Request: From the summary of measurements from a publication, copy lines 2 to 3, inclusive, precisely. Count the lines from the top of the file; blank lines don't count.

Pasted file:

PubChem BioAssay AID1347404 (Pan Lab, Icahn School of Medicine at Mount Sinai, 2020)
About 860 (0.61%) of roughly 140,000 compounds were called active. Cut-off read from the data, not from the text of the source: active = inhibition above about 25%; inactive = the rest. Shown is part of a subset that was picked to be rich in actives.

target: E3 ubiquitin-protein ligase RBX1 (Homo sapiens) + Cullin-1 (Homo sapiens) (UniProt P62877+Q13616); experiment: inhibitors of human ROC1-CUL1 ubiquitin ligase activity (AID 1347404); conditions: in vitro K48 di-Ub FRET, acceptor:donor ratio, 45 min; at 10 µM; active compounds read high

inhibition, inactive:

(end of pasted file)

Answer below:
About 860 (0.61%) of roughly 140,000 compounds were called active. Cut-off read from the data, not from the text of the source: active = inhibition above about 25%; inactive = the rest. Shown is part of a subset that was picked to be rich in actives.

target: E3 ubiquitin-protein ligase RBX1 (Homo sapiens) + Cullin-1 (Homo sapiens) (UniProt P62877+Q13616); experiment: inhibitors of human ROC1-CUL1 ubiquitin ligase activity (AID 1347404); conditions: in vitro K48 di-Ub FRET, acceptor:donor ratio, 45 min; at 10 µM; active compounds read high